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I’ve been working my way through a new book by N. T. Wright called The Day the Revolution Began, and I have a lot to tell you. This is just the first post containing some of what I have learned. I hope you gain as much as I have.
The word sin gets tossed around a lot these days.
Either we don’t put enough emphasis on sin and everyone is heading straight to hell, or we put too much emphasis on sin and everyone needs to offer a lot more grace to everyone else.
What if sin is not really the problem?
Of course there is plenty of moral misconduct happening all around us, ample wrongdoing both surrounding and within us, but what if that is just a symptom rather than the disease itself?
We were created to be a royal priesthood, to reflect the worship of creation to the Creator and to reflect the wise rule of the Creator into the world.
We were, in short, created to worship God.
“Human beings, worshiping their Creator, were thus the intended key to the proper flourishing of the world.”
Yet we have all failed in this mission, this vocation.
When we worship anything other than the one true God, the trouble is not simply that we do bad things, although this certainly is what also happens, but that we hand over to whatever created thing we are worshiping the power that was given to us.
We have turned over our ruling power to the very things we were meant to rule. This is the underlying disobedience we have committed: a failure to worship the Creator.
When we worship God, when we gaze “with delight, gratitude, and love at the creator God”, we are formed by our worship into wise stewards through whom God’s beautiful love is sent into the world.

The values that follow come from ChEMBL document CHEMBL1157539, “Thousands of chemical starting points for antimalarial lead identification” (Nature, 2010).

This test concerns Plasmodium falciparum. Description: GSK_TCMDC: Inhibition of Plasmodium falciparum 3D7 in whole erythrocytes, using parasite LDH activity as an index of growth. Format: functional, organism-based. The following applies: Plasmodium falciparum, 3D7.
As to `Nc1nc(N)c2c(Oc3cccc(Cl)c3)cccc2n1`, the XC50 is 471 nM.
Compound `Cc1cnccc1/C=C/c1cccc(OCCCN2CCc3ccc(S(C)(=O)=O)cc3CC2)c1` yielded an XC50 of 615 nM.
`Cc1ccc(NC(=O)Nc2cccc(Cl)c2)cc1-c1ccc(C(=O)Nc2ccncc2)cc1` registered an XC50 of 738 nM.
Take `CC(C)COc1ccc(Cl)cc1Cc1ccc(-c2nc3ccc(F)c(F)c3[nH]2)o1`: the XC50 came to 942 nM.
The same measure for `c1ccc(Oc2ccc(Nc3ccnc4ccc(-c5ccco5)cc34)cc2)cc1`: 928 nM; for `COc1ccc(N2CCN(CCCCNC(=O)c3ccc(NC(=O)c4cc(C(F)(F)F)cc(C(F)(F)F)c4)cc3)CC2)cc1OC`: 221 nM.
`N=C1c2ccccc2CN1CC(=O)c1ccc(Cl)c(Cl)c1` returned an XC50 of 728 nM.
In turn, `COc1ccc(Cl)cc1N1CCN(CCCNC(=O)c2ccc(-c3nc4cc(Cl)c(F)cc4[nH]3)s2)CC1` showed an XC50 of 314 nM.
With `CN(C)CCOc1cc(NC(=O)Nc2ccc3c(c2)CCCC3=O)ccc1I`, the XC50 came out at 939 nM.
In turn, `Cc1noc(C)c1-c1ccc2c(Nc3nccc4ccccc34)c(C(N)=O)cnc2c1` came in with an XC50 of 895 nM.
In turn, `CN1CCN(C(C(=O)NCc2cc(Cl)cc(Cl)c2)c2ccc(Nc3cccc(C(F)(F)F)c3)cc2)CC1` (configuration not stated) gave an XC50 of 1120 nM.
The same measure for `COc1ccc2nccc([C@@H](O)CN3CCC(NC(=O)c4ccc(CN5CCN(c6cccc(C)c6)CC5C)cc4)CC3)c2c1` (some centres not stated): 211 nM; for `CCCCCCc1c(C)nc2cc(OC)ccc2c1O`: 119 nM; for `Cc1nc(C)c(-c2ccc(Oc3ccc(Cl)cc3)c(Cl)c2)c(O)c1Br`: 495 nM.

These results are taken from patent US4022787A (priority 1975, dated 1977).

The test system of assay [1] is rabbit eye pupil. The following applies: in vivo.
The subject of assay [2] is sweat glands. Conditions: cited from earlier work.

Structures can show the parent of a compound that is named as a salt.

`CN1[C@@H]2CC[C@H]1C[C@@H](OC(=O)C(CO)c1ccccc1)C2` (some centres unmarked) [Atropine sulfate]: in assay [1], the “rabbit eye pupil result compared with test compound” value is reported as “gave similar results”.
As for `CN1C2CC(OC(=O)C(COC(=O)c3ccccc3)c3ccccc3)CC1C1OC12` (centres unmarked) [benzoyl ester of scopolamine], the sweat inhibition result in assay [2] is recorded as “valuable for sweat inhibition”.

This is how it was meant to be.
The cross, rather than only dealing with our individual sin symptoms (which it certainly also does), deals with the prior disease of our failure to worship.
If we reduce the cross to the divine answer to our problem with doing wrong things, we will miss the deep heart of it all.
If sin is only the breaking of God’s rules and death is only the severe penalty dealt out by a just God, it appears that the cross is Jesus inserting Himself in between God’s wrath and us.
If sin is, however, the turning away from God’s intended role for the human race, then it is a choice to worship creation rather than the Creator. And death, then, is the natural consequence of that choice.
“Choosing to worship the creature rather than the Creator is the choice of death over life…deep down there is nothing arbitrary about sin or death. Choose the one and you choose the other…Obey the serpent’s voice, and you will forfeit the right to the Tree of life. You can’t have it both ways.”
Death is not the punishment of an angry God, it is the natural consequence of turning over our God-given power to the created things. It is the natural consequence of Sin.
For mankind to flourish, for creation itself to be as it was created to be, sin (as the choice to worship creation) must be dealt with.
“The purpose of the cross is to take us back, from where we presently are, to that intended goal” of being a royal priesthood.
The redemption and the restoration of the world comes back to a restoration of man’s vocation of being a royal priesthood.
To the restoration of man’s vocation of worship.
It all comes back to worship.
All quotes are from The Day the Revolution Began by N. T. Wright
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